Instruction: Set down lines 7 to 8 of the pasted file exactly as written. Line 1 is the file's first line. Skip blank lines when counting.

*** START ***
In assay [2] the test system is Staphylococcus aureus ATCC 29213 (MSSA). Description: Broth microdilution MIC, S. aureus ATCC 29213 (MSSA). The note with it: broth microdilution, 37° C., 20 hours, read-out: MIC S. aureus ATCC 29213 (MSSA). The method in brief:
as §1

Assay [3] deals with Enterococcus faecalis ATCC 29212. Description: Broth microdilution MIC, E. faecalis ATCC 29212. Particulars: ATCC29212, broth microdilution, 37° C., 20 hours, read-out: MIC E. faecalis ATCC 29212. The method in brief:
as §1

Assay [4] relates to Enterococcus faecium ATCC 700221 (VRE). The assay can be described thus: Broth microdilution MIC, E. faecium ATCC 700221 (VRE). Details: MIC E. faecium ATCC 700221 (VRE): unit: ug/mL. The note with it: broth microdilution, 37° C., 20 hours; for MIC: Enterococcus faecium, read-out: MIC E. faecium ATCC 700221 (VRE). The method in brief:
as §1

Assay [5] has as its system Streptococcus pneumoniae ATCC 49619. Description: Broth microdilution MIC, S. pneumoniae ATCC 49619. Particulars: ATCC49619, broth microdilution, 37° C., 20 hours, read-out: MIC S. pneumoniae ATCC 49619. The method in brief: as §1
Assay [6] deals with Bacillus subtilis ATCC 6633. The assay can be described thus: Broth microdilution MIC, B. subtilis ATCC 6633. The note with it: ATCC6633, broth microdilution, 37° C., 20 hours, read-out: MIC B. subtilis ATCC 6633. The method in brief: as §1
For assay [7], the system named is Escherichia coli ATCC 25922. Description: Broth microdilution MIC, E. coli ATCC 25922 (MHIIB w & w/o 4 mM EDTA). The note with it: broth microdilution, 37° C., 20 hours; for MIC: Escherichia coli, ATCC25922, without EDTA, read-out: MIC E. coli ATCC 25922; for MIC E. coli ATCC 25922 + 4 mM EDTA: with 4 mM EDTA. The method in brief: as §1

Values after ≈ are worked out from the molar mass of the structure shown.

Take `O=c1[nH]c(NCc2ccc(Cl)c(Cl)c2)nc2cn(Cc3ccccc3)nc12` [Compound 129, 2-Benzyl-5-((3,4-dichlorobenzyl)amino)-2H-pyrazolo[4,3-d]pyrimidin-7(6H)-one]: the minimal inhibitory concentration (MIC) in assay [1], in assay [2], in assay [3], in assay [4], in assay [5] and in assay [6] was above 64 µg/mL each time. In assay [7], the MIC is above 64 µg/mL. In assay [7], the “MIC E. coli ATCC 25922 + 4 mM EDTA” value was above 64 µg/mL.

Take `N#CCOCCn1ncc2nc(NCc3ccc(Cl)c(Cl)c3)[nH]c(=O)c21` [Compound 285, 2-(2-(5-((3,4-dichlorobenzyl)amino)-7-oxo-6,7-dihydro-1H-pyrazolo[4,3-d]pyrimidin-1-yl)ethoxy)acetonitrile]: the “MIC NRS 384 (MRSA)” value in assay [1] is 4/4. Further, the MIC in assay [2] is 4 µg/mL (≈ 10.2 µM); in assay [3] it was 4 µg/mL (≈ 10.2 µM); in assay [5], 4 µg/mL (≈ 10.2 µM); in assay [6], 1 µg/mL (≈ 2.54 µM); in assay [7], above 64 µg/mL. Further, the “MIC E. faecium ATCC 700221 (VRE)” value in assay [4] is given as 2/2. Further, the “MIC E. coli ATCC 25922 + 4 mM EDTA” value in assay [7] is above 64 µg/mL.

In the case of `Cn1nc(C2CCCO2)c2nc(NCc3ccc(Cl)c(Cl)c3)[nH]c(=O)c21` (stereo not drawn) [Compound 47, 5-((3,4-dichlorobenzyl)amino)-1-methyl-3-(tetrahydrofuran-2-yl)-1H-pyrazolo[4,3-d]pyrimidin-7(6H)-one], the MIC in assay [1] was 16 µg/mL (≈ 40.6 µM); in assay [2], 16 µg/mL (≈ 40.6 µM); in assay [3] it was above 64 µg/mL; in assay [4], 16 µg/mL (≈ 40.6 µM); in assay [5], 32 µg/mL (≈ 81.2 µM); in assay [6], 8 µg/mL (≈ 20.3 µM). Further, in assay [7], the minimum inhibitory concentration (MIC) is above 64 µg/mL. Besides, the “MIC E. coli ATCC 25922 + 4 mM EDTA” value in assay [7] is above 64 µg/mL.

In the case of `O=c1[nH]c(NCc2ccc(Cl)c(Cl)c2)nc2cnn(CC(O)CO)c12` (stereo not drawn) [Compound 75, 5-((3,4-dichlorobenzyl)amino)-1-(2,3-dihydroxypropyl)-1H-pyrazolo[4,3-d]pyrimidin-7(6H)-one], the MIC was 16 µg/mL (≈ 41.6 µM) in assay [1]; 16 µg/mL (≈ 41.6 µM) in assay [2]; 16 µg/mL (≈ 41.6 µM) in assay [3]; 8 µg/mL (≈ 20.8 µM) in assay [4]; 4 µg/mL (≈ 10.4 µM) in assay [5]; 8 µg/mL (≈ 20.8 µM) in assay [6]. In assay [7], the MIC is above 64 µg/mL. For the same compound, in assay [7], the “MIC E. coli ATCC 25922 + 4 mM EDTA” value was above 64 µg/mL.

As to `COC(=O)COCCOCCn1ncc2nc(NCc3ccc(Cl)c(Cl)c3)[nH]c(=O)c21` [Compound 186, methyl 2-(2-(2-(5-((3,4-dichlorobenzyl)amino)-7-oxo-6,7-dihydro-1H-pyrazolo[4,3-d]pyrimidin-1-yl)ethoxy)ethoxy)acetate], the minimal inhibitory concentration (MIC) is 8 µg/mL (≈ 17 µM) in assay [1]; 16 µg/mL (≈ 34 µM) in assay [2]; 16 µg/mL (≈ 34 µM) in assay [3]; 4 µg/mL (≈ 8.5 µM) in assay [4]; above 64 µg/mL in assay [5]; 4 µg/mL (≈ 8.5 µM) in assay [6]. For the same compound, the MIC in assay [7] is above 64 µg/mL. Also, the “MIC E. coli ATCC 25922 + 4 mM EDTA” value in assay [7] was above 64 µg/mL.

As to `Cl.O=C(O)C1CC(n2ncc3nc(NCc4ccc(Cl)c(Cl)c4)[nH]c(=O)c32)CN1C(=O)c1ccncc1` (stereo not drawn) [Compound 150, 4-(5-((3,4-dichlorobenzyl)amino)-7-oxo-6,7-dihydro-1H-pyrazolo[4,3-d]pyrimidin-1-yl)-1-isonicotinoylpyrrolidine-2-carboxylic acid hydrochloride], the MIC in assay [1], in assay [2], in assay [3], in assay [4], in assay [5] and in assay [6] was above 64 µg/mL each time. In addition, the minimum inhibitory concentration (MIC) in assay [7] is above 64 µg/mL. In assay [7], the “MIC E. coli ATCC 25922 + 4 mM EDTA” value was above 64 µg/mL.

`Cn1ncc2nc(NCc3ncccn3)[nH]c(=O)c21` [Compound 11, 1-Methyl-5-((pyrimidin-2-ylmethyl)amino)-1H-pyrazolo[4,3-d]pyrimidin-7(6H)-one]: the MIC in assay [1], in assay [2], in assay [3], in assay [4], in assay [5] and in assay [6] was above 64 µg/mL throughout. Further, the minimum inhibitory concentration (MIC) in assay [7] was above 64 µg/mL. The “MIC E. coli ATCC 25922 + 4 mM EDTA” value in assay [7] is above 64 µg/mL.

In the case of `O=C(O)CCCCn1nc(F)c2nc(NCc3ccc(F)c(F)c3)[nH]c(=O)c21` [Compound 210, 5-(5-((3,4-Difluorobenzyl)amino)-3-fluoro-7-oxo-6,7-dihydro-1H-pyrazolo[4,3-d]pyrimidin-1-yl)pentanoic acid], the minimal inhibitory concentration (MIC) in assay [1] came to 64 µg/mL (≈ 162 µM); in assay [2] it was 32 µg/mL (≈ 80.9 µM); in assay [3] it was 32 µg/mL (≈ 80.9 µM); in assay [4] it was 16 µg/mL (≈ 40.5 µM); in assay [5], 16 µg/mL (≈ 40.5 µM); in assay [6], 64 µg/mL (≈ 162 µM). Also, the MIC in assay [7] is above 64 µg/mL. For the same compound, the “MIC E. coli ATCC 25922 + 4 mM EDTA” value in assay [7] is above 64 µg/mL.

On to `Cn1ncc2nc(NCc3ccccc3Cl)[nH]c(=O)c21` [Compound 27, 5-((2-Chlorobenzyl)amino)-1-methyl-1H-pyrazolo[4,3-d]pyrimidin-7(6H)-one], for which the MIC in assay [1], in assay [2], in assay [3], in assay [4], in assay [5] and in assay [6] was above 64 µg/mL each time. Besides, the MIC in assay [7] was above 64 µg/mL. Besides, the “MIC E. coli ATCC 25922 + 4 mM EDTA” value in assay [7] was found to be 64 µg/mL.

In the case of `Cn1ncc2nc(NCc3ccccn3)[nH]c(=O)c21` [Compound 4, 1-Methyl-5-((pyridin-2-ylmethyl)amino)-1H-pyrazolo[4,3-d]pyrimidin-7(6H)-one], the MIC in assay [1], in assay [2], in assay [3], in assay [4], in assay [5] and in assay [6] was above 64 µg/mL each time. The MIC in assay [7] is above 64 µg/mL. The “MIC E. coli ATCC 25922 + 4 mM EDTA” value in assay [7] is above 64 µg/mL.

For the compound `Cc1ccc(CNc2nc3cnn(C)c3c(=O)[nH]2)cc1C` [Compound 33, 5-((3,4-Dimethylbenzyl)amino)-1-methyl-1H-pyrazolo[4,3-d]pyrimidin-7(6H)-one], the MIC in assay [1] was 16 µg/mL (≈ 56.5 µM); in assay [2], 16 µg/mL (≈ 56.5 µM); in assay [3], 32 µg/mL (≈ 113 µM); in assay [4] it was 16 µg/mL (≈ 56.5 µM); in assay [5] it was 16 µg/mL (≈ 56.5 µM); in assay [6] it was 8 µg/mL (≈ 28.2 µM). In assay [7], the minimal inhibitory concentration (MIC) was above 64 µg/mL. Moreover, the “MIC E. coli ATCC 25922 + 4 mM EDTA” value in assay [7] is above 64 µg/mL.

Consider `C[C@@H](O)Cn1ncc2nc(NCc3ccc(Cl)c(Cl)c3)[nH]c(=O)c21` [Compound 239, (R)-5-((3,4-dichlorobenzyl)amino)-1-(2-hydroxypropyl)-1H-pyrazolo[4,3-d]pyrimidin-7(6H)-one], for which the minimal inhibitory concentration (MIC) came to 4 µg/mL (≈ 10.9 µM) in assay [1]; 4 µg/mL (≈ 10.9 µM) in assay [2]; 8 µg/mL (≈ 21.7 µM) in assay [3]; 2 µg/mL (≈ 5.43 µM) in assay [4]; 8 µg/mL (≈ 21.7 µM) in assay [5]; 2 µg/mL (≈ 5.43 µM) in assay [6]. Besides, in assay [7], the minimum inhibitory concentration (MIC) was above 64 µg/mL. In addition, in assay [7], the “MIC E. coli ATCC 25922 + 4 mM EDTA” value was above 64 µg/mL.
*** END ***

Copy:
Assay [5] has as its system Streptococcus pneumoniae ATCC 49619. Description: Broth microdilution MIC, S. pneumoniae ATCC 49619. Particulars: ATCC49619, broth microdilution, 37° C., 20 hours, read-out: MIC S. pneumoniae ATCC 49619. The method in brief: as §1
Assay [6] deals with Bacillus subtilis ATCC 6633. The assay can be described thus: Broth microdilution MIC, B. subtilis ATCC 6633. The note with it: ATCC6633, broth microdilution, 37° C., 20 hours, read-out: MIC B. subtilis ATCC 6633. The method in brief: as §1